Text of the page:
The Science and History of Ebola

What is Ebola?


Colorized transmission electron microscopic (TEM) image of an Ebola virus virion. Created by CDC microbiologist Cynthia Goldsmith

Ebola is a rare and deadly disease caused by infection with one of the Ebola virus species. Ebola can cause disease in humans and nonhuman primates (monkeys, gorillas, and chimpanzees).

Ebola is caused by infection with a virus of the family Filoviridae, genus Ebolavirus. There are five identified Ebola virus species, four of which are known to cause disease in humans: Ebola virus (Zaire ebolavirus); Sudan virus (Sudan ebolavirus); Taï Forest virus (Taï Forest ebolavirus, formerly Côte d’Ivoire ebolavirus); and Bundibugyo virus (Bundibugyo ebolavirus). The fifth, Reston virus (Reston ebolavirus), has caused disease in nonhuman primates, but not in humans.

Timeline of Ebola Outbreaks

Graph of all Ebola outbreaks since 1976, including the West African outbreak—the largest in history. Produced by CDC’s Division of Creative Services
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Ebola viruses are found in several African countries. Ebola was first discovered in 1976 near the Ebola River in what is now the Democratic Republic of the Congo. Since then, outbreaks have appeared sporadically in Africa.

The natural reservoir host of Ebola virus remains unknown. However, on the basis of evidence and the nature of similar viruses, researchers believe that the virus is animal-borne and that bats are the most likely reservoir. Four of the five virus strains occur in an animal host native to Africa. Humans can become infected when they come into contact with either the reservoir host or other infected animals. Often this is through bushmeat hunting and butchering.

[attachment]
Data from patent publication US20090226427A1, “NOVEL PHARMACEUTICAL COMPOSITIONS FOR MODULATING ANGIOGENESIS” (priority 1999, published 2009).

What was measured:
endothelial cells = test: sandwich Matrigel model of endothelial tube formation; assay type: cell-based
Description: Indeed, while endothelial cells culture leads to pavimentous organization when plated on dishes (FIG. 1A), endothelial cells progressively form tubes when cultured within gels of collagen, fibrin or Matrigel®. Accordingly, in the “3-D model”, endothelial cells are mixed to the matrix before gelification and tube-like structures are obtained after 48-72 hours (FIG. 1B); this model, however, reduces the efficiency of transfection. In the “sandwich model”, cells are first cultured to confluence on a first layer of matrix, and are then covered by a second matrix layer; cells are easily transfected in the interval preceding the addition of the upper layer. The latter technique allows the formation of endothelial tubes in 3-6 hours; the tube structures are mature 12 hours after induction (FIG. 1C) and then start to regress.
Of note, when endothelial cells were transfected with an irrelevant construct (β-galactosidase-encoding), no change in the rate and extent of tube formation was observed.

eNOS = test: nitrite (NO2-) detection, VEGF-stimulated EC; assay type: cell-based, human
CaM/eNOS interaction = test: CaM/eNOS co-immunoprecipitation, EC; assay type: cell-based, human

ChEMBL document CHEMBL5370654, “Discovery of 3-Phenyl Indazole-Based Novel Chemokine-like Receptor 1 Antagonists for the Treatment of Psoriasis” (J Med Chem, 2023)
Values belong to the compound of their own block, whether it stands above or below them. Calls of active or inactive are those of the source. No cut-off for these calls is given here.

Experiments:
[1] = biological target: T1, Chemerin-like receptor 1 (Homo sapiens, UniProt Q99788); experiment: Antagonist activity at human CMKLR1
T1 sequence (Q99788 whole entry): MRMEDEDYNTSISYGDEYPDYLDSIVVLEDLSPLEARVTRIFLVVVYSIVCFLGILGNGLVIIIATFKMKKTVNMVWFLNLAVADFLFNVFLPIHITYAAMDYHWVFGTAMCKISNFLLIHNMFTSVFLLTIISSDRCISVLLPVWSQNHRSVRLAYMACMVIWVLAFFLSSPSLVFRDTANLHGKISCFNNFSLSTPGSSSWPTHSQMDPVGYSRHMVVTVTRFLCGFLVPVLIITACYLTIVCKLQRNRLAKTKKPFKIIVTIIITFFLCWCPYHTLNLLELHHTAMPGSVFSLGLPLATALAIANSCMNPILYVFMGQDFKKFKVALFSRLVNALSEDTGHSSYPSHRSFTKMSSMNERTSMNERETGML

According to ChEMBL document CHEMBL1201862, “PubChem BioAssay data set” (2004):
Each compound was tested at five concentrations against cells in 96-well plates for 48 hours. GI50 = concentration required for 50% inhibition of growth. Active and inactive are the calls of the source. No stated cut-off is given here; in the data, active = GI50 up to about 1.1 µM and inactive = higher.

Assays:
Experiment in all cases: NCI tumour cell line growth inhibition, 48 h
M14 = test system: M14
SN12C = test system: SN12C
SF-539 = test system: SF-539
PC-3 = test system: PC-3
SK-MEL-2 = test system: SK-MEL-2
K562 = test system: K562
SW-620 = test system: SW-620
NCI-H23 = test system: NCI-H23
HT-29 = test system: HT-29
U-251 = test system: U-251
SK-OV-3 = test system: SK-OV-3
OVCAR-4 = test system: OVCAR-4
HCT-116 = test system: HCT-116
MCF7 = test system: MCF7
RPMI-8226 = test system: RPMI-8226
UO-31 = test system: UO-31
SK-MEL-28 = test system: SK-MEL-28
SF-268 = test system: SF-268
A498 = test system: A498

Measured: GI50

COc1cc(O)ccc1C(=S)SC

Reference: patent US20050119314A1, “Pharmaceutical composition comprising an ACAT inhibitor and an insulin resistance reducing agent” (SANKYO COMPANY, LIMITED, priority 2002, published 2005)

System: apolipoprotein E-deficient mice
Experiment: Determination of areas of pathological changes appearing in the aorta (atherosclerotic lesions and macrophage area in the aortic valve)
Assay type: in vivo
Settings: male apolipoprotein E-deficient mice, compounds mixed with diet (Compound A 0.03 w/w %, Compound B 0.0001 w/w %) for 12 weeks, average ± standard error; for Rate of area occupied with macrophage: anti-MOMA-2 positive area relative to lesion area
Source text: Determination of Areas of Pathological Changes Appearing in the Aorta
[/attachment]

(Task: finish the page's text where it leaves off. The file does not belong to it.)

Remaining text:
Rollin, Pierre (Interview 1)

Dr. Pierre Rollin, head of CDC’s Viral Special Pathogens Branch in the National Center for Emerging Zoonotic Infectious Diseases during the epidemic and a world expert on Ebola, discusses a 1996 outbreak of Ebola in Gabon that was contained to one village. (Transcript)

Person-to-person transmission

Once a human is infected with Ebola virus, person-to-person transmission is how the virus spreads and the epidemic grows. People who have Ebola can have virus present in their blood, organs (including skin), and bodily fluids (sweat, saliva, urine, stool). People who come into direct contact with a person sick with Ebola or their bodily fluids can become infected themselves. The levels of virus in a person sick with Ebola increase as a person becomes more ill, and patients who die from the disease have very high quantities of virus present. As a result, contact with a corpse of a patient who has died can also transmit infection.

Ebola Virus Ecology and Transmission

Ebola Virus Ecology and Transmission poster. Produced by CDC's Division of Creative Services.
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1. Introduction
The Science and History of Ebola